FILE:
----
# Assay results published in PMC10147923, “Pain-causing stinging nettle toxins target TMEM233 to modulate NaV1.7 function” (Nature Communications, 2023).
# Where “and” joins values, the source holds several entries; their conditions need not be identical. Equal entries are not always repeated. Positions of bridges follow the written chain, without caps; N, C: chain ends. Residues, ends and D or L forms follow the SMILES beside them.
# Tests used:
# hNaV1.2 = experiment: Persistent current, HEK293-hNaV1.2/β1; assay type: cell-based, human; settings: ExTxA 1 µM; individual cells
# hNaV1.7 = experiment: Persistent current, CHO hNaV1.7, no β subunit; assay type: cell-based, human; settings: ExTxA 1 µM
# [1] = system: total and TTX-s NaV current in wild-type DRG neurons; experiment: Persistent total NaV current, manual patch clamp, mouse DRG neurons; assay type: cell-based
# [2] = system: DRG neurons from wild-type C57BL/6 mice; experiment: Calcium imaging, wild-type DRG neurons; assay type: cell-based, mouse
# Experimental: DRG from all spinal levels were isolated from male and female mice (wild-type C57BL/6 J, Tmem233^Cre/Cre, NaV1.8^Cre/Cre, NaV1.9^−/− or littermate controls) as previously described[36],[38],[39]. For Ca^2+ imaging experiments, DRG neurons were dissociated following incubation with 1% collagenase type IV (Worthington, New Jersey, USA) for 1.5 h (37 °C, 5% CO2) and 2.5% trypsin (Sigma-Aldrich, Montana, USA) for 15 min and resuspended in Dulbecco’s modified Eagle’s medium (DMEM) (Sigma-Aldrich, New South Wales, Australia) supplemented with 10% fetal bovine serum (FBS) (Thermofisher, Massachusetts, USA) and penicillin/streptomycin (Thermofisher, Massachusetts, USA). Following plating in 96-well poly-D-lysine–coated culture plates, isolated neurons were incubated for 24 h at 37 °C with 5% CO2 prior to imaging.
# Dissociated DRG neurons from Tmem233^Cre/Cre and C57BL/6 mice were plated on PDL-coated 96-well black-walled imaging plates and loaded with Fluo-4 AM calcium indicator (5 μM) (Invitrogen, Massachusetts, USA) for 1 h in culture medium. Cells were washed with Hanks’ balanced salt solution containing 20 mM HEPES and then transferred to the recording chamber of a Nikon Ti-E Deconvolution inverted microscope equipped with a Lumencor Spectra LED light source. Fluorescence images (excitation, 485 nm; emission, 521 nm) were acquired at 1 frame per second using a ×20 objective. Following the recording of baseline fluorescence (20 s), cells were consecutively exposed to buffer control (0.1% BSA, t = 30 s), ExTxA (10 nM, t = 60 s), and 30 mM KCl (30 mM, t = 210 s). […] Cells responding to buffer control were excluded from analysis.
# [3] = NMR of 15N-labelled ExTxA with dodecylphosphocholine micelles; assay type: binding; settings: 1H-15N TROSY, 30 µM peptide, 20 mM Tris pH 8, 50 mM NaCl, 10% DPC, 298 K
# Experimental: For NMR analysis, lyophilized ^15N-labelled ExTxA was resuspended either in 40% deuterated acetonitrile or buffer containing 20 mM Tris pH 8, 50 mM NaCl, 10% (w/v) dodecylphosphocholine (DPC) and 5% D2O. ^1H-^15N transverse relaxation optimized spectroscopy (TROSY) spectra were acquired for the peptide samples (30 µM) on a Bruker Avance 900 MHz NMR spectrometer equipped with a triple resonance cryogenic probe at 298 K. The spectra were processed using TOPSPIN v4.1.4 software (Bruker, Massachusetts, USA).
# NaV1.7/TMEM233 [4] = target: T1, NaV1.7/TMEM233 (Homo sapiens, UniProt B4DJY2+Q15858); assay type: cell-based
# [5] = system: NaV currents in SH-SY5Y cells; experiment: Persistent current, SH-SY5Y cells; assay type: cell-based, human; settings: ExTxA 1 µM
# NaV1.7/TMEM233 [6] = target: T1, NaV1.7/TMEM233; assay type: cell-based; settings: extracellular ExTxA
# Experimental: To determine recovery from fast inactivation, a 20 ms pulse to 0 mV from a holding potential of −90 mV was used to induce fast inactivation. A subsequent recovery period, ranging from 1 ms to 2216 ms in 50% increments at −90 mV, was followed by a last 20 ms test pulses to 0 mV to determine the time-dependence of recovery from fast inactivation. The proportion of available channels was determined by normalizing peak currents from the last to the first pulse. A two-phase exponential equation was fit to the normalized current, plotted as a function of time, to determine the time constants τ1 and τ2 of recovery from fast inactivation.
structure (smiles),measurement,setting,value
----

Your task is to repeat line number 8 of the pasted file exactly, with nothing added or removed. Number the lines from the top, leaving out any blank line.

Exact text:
# Experimental: DRG from all spinal levels were isolated from male and female mice (wild-type C57BL/6 J, Tmem233^Cre/Cre, NaV1.8^Cre/Cre, NaV1.9^−/− or littermate controls) as previously described[36],[38],[39]. For Ca^2+ imaging experiments, DRG neurons were dissociated following incubation with 1% collagenase type IV (Worthington, New Jersey, USA) for 1.5 h (37 °C, 5% CO2) and 2.5% trypsin (Sigma-Aldrich, Montana, USA) for 15 min and resuspended in Dulbecco’s modified Eagle’s medium (DMEM) (Sigma-Aldrich, New South Wales, Australia) supplemented with 10% fetal bovine serum (FBS) (Thermofisher, Massachusetts, USA) and penicillin/streptomycin (Thermofisher, Massachusetts, USA). Following plating in 96-well poly-D-lysine–coated culture plates, isolated neurons were incubated for 24 h at 37 °C with 5% CO2 prior to imaging.